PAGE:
You get the picture, it’s all part of the package. They expect this kind of banter. In the end, a good price was offered and taken. Whatever the price, the experience as worth every pound. As soon as Greg and I finished our transactions, the gals of ZAD dismissed the men so that they could do some table-top shopping themselves.
One of the ZAD Group staff members assigned to assist us is Ahmed Idrain. He was at the event rooms before I showed up and stayed long after I made my way back to the hotel room. As most of the other ZAD staff, Ahmed is young, and full of passion. Just after our Assab and jewerlry buying experiences we stepped out onto the street in front of the Islamic University and watched flocks of doves (pigeons) move in that flowing way they do around the rooftops of buildings. As one flock burst toward one of the mosques with one bird leading the way Ahmed started to describe the pattern the birds used and why, relating it to the leadership conversation we’d been having all week. I managed to grab a snippet of him on video. Watch his hands, they are rather beautiful as he gestures.
Later we wandered into Khali Kashlili’s defenses to endear ourselves to the shopkeepers. “Hey mistah!” they’d shout as soon as they saw a westerner. “Tell me how I take your American money? I have many ways, but you tell me which you want.” Brash, bold, and kind of funny.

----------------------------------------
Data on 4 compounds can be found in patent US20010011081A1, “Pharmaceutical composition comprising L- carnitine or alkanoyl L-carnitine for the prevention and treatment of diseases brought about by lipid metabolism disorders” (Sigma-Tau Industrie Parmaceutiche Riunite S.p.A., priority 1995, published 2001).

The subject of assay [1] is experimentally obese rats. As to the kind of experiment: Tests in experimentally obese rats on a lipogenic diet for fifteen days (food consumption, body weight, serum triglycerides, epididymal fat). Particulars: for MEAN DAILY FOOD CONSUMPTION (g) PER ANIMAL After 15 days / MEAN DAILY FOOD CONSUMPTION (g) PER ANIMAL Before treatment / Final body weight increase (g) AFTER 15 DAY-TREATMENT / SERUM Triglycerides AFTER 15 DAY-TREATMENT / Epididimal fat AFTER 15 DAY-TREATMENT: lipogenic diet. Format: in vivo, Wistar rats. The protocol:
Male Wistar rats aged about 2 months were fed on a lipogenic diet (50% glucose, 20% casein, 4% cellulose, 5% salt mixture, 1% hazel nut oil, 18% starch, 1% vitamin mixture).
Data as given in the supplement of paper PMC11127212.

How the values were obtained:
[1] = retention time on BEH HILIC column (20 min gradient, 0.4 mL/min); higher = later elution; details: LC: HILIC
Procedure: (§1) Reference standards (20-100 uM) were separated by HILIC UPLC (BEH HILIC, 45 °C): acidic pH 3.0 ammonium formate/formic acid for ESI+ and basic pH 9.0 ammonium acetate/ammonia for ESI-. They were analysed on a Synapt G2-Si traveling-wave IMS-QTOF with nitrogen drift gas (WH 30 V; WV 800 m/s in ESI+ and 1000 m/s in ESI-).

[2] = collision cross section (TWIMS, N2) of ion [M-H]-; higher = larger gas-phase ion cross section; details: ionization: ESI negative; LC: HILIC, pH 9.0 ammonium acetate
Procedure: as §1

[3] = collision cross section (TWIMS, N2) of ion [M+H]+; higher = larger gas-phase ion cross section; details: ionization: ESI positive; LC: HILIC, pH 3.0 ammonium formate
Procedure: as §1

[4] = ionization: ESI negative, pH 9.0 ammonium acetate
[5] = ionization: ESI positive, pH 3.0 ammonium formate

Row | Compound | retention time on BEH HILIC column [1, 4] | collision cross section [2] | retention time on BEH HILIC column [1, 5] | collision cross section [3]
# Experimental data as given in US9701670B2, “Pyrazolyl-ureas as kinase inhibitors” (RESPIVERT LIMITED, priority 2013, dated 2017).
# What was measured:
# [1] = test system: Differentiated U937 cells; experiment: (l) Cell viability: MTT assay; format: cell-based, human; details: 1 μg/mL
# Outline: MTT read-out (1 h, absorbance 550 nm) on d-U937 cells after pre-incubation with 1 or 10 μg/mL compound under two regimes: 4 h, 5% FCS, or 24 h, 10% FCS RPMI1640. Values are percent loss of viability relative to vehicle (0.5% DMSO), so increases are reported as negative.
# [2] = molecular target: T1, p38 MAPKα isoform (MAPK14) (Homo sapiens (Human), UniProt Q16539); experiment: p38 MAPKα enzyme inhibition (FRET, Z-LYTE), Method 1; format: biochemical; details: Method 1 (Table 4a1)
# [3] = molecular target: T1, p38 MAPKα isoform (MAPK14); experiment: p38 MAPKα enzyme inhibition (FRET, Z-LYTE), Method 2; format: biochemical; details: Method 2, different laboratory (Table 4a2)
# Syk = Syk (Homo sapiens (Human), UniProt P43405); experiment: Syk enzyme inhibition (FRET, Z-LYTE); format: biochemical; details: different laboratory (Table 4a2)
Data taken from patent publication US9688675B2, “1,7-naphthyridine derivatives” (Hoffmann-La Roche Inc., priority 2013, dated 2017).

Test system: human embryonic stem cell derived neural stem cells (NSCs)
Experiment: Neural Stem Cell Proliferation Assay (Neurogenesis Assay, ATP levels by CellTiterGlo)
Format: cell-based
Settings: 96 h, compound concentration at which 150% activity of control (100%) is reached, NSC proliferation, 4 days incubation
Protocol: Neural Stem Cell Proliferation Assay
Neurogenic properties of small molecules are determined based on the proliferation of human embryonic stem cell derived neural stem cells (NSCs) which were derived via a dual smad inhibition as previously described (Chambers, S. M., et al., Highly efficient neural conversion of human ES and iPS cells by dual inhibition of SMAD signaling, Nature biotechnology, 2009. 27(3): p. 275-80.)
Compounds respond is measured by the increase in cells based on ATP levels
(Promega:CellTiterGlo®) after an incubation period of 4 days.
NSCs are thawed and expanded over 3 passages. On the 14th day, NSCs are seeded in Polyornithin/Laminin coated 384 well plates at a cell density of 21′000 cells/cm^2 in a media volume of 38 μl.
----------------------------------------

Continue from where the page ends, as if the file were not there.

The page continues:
In the square in front of the mosque, (one of the largest in Cairo I was told,) there are a score of coffee shops and cafe’s. All of them overloaded with tourists….hardly an Egyptian among them. In fact it was so much an assumption that my host, Amr, was constantly spoken to in Spanish by the shopkeepers, mistaking him for someone of Hispanic decent. The perimeter of the square was held forth by Egyptian military and Cairo police armed to the teeth. We eagerly sipped espresso and mint tea under the watchful eye of these nameless guys with Kalishnikovs. Take a close look at this last photo. You’ll see one of them standing with another unarmed police officer.